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Polymath
A polymath (Greek: πολυμαθής, polymathēs, "having learned much,"[1] Latin: homo universalis, "universal man"[citation needed]) is a person whose expertise spans a significant number of different subject areas—such a person is known to draw on complex bodies of knowledge to solve specific problems. In Western Europe, the first work to use polymathy in its title (De Polymathia tractatio: integri operis de studiis veterum) was published in 1603 by Johann von Wower, a Hamburg philosopher.[2][3][4][5] Wower defined polymathy as "knowledge of various matters, drawn from all kinds of studies [...] ranging freely through all the fields of the disciplines, as far as the human mind, with unwearied industry, is able to pursue them".[3] Wower lists erudition, literature, philology, philomathy and polyhistory as synonyms
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History
—George Santayana History
History
(from Greek ἱστορία, historia, meaning "inquiry, knowledge acquired by investigation")[2] is the study of the past as it is described in written documents.[3][4] Events occurring before written record are considered prehistory. It is an umbrella term that relates to past events as well as the memory, discovery, collection, organization, presentation, and interpretation of information about these events
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Poetry
Poetry
Poetry
(the term derives from a variant of the Greek term, poiesis, "making") is a form of literature that uses aesthetic and rhythmic[1][2][3] qualities of language—such as phonaesthetics, sound symbolism, and metre—to evoke meanings in addition to, or in place of, the prosaic ostensible meaning. Poetry
Poetry
has a long history, dating back to the Sumerian Epic of Gilgamesh. Early poems evolved from folk songs such as the Chinese Shijing, or from a need to retell oral epics, as with the Sanskrit Vedas, Zoroastrian Gathas, and the Homeric epics, the Iliad
Iliad
and the Odyssey. Ancient attempts to define poetry, such as Aristotle's Poetics, focused on the uses of speech in rhetoric, drama, song and comedy
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Ideal (ethics)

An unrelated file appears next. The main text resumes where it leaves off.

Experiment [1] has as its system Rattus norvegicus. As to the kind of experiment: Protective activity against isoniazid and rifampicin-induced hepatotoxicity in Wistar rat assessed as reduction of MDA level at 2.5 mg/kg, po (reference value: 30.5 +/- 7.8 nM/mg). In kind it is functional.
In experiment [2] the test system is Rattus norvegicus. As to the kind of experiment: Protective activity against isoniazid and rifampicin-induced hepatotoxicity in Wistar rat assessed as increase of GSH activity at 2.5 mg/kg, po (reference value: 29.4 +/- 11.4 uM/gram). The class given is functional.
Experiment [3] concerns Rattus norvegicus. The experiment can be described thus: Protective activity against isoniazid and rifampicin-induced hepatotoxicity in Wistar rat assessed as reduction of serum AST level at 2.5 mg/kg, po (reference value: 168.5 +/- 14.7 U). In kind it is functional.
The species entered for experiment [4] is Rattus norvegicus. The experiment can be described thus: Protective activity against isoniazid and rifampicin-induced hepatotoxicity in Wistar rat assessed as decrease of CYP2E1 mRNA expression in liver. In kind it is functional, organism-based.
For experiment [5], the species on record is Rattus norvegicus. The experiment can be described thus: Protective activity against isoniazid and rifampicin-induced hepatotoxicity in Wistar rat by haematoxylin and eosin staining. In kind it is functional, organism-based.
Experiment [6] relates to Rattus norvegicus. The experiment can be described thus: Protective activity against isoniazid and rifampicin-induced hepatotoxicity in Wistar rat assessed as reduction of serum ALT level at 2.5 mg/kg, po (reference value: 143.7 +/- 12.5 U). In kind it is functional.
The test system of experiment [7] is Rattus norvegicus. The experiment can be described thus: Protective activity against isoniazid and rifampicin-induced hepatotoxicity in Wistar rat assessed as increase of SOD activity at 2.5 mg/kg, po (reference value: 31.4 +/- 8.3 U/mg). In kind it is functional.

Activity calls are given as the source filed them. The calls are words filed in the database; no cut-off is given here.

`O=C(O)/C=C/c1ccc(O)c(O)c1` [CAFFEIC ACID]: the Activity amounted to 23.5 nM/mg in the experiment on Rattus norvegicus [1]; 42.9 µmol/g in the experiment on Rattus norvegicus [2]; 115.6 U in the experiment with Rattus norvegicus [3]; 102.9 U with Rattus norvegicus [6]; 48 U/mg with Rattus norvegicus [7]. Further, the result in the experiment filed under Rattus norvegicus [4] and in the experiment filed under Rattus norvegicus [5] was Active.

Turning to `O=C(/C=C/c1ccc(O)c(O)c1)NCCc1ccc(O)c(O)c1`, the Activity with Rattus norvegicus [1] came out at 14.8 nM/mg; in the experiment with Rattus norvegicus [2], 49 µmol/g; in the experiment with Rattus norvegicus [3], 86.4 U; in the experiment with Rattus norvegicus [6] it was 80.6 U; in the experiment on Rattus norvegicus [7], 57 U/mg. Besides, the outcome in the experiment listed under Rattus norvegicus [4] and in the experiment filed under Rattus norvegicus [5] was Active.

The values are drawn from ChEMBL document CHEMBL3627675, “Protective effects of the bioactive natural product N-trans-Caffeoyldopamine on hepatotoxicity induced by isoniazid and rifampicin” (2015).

An ideal is a principle or value that one actively pursues as a goal, usually in the context of ethics, and one's prioritization of ideals can serve to indicate the extent of one's dedication to each. For example, someone who espouses the ideal of honesty, but is willing to lie to protect a friend, demonstrates not only devotion to friendship, but also belief in its supersedence of honesty in importance.Contents1 In applied ethics 2 In politics 3 Idols and heroes 4 Ideal and virtue 5 Relative ideal 6 See also 7 Sources 8 External linksIn applied ethics[edit] In some theories of applied ethics, such as that of Rushworth Kidder, there is importance given to such orders as a way to resolve disputes. In law, for instance, a judge is sometimes called on to resolve the balance between the ideal of truth, which would advise hearing out all evidence, and the ideal of fairness. In politics[edit] In politics ideals play a pivotal role
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University
A university (Latin: universitas, "a whole") is an institution of higher (or tertiary) education and research which awards academic degrees in various academic disciplines
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Scivias
Scivias
Scivias
is an illustrated work by Hildegard von Bingen, completed in 1151 or 1152, describing 26 religious visions she experienced. It is the first of three works that she wrote describing her visions, the others being Liber vitae meritorum and De operatione Dei (also known as Liber divinorum operum). The title comes from the Latin
Latin
phrase "Sci vias Domini" ("Know the Ways of the Lord").[1] The book is illustrated by 35 miniature illustrations, more than that are included in her two later books of visions.[1] The work is divided into three parts, reflecting the Trinity.[2] The first and second parts are approximately equal in length, while the third is as long as the other two together.[3] The first part includes a preface describing how she was commanded to write the work, and includes six visions dealing with themes of creation and the Fall
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Italian Language
Italian ( italiano (help·info) [itaˈljaːno] or lingua italiana [ˈliŋɡwa itaˈljaːna]) is a Romance language. Italian is by most measures, together with the Sardinian language, the closest tongue to vulgar Latin
Latin
of the Romance languages.[7] Italian is an official language in Italy, Switzerland, San Marino, Vatican City
Vatican City
and western Istria
Istria
(in Slovenia
Slovenia
and Croatia). It used to have official status in Albania, Malta
Malta
and Monaco, where it is still widely spoken, as well as in former Italian East Africa
Italian East Africa
and Italian North Africa regions where it plays a significant role in various sectors
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Eratosthenes
Sieve of Eratosthenes Foundation of Geography Eratosthenes
Eratosthenes